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Oxalate decarboxylase of Trametes versicolor: biochemical characterization and performance in bleaching filtrates from the pulp and paper industry
Karlstad University, Faculty of Technology and Science, Department of Chemistry and Biomedical Sciences.
Department of Chemistry, Umeå University.
College of Chemistry, Chemical Engineering and Biotechnology, Donghua University, China.
College of Chemistry, Chemical Engineering and Biotechnology, Donghua University, China.
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2012 (English)In: Journal of chemical technology and biotechnology (1986), ISSN 0268-2575, E-ISSN 1097-4660, Vol. 87, no 11, p. 1600-1606Article in journal (Refereed) Published
Abstract [en]

BACKGROUND: Oxalate decarboxylase (ODC) from acid-induced cultures of the white-rot fungus Trametes versicolor was purified and characterized with respect to its biochemical properties and the possibility to utilize the enzyme for treatment of process water with the intention to prevent problems with calcium-oxalate scaling in the pulp and paper industry. RESULTS: Purified T. versicolor ODC was identified by tandem mass spectrometry. As estimated by using SDS-PAGE, the molecular mass was 69 kDa, and 60 kDa after deglycosylation with N-glycosidase F. The pH optimum was 2.5 and the temperature optimum was 4045 degrees C. The effects of ten potential inhibitors in industrial filtrates were examined. The enzyme was sensitive to low concentrations (0.1 mmol L-1) of chlorite and sulfite. T. versicolor ODC exhibited activity in 16 filtrates collected from mechanical pulping and kraft pulping. It had higher activity than ODC from Aspergillus niger in all of the filtrates and higher activity than oxalate oxidase from barley in all filtrates except two. CONCLUSIONS: The investigation shows basic biochemical properties of T. versicolor ODC and indicates that the enzyme may be useful for treatment of industrial filtrates under acidic conditions. Copyright (c) 2012 Society of Chemical Industry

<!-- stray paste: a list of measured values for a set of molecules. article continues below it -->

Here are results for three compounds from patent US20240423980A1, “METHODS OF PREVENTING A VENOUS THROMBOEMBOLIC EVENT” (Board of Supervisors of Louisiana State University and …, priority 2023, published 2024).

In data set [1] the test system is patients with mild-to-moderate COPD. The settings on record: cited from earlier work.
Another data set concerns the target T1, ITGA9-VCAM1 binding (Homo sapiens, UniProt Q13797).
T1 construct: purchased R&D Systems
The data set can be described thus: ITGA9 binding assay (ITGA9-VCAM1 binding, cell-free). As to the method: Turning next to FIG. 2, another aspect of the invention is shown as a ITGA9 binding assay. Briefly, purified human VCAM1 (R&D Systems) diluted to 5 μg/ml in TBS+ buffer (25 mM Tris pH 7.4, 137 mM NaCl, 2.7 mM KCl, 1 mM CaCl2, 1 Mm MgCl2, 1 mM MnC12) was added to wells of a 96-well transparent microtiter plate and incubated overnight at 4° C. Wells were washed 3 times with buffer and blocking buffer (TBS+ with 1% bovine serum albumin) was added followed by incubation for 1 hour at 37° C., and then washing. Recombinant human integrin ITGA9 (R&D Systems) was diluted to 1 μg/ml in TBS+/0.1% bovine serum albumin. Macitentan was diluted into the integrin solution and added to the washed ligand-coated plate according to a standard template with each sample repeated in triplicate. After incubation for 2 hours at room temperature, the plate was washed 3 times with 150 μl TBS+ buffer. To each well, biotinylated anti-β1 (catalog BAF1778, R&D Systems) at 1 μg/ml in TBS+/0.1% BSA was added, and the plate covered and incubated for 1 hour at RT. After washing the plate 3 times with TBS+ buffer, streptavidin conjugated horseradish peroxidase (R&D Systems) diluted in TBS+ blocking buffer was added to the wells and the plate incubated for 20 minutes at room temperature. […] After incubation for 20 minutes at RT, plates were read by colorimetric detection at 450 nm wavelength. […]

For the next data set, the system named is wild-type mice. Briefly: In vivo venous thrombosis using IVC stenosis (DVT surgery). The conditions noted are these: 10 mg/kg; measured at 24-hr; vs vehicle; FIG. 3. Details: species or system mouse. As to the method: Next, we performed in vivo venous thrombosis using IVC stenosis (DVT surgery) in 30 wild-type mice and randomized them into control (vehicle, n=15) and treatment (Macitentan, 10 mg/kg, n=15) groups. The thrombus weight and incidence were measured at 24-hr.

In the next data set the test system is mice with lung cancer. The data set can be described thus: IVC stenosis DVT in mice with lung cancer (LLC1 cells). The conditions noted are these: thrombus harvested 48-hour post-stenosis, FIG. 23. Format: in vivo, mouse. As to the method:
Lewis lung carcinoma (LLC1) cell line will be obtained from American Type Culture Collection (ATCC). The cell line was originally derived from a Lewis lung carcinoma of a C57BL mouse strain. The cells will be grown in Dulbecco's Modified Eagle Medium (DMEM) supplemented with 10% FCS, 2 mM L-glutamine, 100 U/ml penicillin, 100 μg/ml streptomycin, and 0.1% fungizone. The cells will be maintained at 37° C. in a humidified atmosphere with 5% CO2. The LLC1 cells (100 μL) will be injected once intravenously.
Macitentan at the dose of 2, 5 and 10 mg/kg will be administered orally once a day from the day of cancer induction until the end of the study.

Place, publisher, year, edition, pages
John Wiley & Sons, 2012. Vol. 87, no 11, p. 1600-1606
Keywords [en]
oxalate decarboxylase; oxalic acid; Trametes versicolor; bleaching filtrates
National Category
Chemical Sciences
Research subject
Chemistry
Identifiers
URN: urn:nbn:se:kau:diva-6331DOI: 10.1002/jctb.3801ISI: 000310251200011OAI: oai:DiVA.org:kau-6331DiVA, id: diva2:349179
Available from: 2010-09-06 Created: 2010-09-06 Last updated: 2017-08-09Bibliographically approved
In thesis
1. Industrial applications and properties of oxalate-degrading enzymes
Open this publication in new window or tab >>Industrial applications and properties of oxalate-degrading enzymes
2010 (English)Doctoral thesis, comprehensive summary (Other academic)
Abstract [en]